"When no one knows where else to go, they give it to marketing. That takes away from them really adding value." says Sadie Baron, CMO of Reed Smith, neatly summing up a core frustration for marketing teams in Professional Services.
In Professional Services firms, the marketing team has two quite different roles. First, all of the brand and strategic marketing initiatives that are required by, in the case of Reed Smith, a $1.2 billion firm. And second, enabling the fee-earners to sell their services.
By contrast to the first role, this enabling function can be relatively low-level - organising networking events or generating content to demonstrate expertise, for example. Though it may not be glamorous, this aspect of the role is extremely effective. People buy the expertise of the fee-earners.
But the problem - as pointed out in the quote below - is scale. As things get bigger, it becomes increasingly difficult to deliver a consistent, high quality experience with all of these steps are being taken individually. And from a management point of view, it becomes difficult to know what is working well, and what is not.
It is here that technology in Professional Services marketing really has a role. Firms like Vuture and Concep, for example, have email platforms that make events very much easier to organise. Of course, the marketing team can send out updates on speakers, times and reminders to all the multitude of events - but it is inefficient and, if done at scale, likely to be done poorly in some areas. Much better have the technology organise it - it's not going to get sick on the day of the key follow-up emails. And it's not going to forget either!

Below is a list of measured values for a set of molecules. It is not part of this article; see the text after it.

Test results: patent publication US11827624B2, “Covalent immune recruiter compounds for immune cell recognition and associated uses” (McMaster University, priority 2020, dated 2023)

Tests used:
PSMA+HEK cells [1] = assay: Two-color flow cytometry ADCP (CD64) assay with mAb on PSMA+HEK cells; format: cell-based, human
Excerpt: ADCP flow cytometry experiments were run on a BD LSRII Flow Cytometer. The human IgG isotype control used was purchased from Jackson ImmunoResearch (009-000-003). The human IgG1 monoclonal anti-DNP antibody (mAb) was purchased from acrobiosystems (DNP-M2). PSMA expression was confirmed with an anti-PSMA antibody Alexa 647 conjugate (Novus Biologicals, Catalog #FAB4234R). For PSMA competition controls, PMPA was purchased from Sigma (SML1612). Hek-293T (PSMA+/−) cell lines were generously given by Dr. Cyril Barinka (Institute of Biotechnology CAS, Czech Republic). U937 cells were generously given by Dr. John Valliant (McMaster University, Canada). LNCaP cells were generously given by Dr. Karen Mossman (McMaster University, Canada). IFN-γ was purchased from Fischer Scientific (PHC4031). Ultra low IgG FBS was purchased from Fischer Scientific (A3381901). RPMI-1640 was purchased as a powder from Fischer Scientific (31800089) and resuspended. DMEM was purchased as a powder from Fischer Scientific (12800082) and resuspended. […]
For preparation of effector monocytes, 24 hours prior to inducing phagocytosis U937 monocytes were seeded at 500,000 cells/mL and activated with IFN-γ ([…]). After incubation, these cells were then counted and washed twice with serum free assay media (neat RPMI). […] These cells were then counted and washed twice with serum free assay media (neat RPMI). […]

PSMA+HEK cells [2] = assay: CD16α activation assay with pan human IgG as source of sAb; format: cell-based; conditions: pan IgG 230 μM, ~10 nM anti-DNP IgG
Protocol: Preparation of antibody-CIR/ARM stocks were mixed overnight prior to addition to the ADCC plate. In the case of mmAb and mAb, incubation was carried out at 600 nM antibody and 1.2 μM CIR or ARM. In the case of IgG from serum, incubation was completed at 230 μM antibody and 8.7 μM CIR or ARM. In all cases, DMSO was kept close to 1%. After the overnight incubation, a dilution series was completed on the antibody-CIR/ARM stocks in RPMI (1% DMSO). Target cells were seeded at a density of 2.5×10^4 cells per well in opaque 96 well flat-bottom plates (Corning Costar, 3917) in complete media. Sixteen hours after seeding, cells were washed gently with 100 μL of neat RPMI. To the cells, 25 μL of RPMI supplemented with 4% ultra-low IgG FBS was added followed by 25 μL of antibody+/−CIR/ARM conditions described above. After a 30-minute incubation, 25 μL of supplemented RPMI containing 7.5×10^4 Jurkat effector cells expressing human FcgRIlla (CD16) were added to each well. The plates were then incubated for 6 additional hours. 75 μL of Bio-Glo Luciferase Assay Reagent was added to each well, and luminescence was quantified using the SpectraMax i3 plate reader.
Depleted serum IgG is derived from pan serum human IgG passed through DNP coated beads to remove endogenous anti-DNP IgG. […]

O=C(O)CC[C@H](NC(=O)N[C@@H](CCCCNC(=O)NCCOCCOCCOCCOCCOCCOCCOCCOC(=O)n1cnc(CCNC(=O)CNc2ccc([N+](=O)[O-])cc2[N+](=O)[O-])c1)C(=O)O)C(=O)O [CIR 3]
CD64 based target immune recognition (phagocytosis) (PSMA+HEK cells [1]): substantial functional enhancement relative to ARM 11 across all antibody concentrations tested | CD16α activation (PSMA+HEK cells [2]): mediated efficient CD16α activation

We, at Passle, scratch a similar itch. It is not that the lawyers CAN'T create relevant insights on their own, or record a podcast series or send out 'I saw this interesting article, and I thought of you' notes to their clients. It's just that, without the infrastructure to help them, it is really hard. So hard in fact, that they mostly give up.
To return to Sadie's quote at the top, we like to think that our software means that, whether the fee-earners are at their desk or on the move, if they want to create some commentary on their market, they don't talk to marketing. They click on the little octopus, create their insight, and get back to their day job.
We didn’t have the right technology support for the function. Consistency and quality were patchy, which had a lot to do with legacy processes. I was a bit surprised by the lack of infrastructure. The role has evolved because we have invested in technology.